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Jun 27 2012

Down on your knee

Time out for a laugh. Important stuff is afoot.

The Duchess of Cambridge may be the future queen, but she has discovered that there are several women in the Royal family to whom she must show reverence. Mandrake hears that the Queen has updated the Order of Precedence in the Royal Household to take into account the Duke of Cambridge’s wife.

The new rules of Court make it clear that the former Kate Middleton, when she is not accompanied by Prince William, must curtsy to the “blood princesses”, the Princess Royal, Princess Alexandra, and the daughters of the Duke of York, Princesses Beatrice and Eugenie.

When William is with her, Kate does not need to bend the knee to either of them, but she must curtsy to the Prince of Wales, the Duchess of Cornwall, the Queen and the Duke of Edinburgh.

So that’s how they spend their time! Trying to keep track of all these duchesses, and of who curtsies to which on what occasion wearing what while holding what and please remember not to fart.

A document is said to have been circulated privately in the Royal Household, clarifying Kate’s status. When the Order was last updated, after Prince Charles’s second marriage, in 2005, the Countess of Wessex was reported to be upset that she now had to curtsy to Camilla. “She didn’t like it one bit,” a senior courtier was quoted as saying.

The Earl of Wessex’s wife had previously been the second-highest ranking woman in the Royal family because neither of the Queen’s other sons, Charles and Prince Andrew, were married.

However, after Charles remarried, the Queen changed the Order of Precedence “on blood principles” so that neither Princess Anne nor Princess Alexandra, the granddaughter of George V, would have to curtsy to Camilla when her husband was not present.

Well I should hope so! It would be a nightmare if Princess Alexandra (who??) had to curtsy to that fraffl Camilla person. It’s sad that the Countess of Wessex (who??) is upset, but I’m sure a nice outing to Harrods food hall will put that right.

 

56 comments

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  1. 1
    Brian M

    I don’t have the link and Google failed, but there is actually a blog from a a Californian who thinks we need a monarchy. LOL

  2. 2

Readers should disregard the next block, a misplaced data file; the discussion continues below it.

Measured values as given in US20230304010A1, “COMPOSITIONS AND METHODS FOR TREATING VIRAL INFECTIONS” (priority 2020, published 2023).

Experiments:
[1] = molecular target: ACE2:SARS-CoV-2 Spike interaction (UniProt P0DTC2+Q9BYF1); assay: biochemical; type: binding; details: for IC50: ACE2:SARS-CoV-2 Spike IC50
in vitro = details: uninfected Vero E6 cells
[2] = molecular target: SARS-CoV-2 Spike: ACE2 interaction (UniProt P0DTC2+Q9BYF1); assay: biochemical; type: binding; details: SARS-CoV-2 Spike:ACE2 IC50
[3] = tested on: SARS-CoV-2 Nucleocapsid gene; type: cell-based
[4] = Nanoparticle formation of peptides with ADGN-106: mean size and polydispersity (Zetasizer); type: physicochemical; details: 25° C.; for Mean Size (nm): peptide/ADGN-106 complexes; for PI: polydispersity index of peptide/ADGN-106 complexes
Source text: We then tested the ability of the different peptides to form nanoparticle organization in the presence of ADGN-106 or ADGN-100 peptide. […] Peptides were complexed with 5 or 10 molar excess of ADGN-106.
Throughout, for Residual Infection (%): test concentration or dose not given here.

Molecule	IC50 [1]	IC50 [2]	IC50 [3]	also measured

kimrottman

    The best part is that they’re exempted from curtsying or not based on whether a man is present.

  3. 3
    Ophelia Benson

    Well I think it’s a matter of “princes of the blood” rather than mannitude. I expect the fraffly common little man married to “the princess royal” also has to bow and scrape unless he’s with his very own “princess of the blood.”

  4. 4
    Caravelle

    Wow. That sounds completely appropriate for a certain kind of fantasy or historical fiction novel. I find it hard to imagine a real person today living by those rules, and the most incredible thing is there are. And they aren’t aliens or anything ! I mean, I’m sure there are a few people like me at St Andrews university, and if I’d been there at the right time I might know Kate personally and everything o_O

    (I can’t help imagining that between themselves they’re actually like “yeah we’re all family here we won’t curtsy to each other, that would just be stupid but if so why keep the rules in the first place…)

  5. 5
    Ahab

    Ugh. This silly, medieval nonsense needs to go. Royalty and the pomp associated with them do not belong in the 21st century.

  6. 6
    Ophelia Benson

    You’re supposed to laugh.

  7. 7
    James

    And they aren’t aliens or anything !

    David Icke would like a word with you.

  8. 8
    Aubergine

    One must ask what the punishment is for a failure to curtsey when required.

  9. 9
    Ophelia Benson

    Exile to a horrid little semi in Ealing.

  10. 10
    Ophelia Benson

    With an aspidistra in the window!

  11. 11
    Lyanna

    Actually, Ophelia@3, he doesn’t. His status doesn’t change with his marriage. Married princesses-of-the-blood keep their own rank but don’t give it to their husbands. So either he has to bow and scrape all the time to someone or not at all, I believe.

    Women married to blood-princes take on their husband’s rank, and the rank doesn’t vanish the second he leaves the room, which is why it’s weird that Kate has to curtsy to these blood-princess who are below William. It’s a snub, telling her that he has to be constantly present to validate her importance or else she gets demoted.

    The stupidest part of all this is how women look when they curtsy. They look off-balance and their legs look all twisted up. See here, for example. It’s awkward and demeaning and sexist, because men don’t have to physically lower themselves, they can just bow their heads but otherwise stand straight up.

    @Caravelle: They claim to actually do it in private! Which is bizarre.

  12. 12
    latsot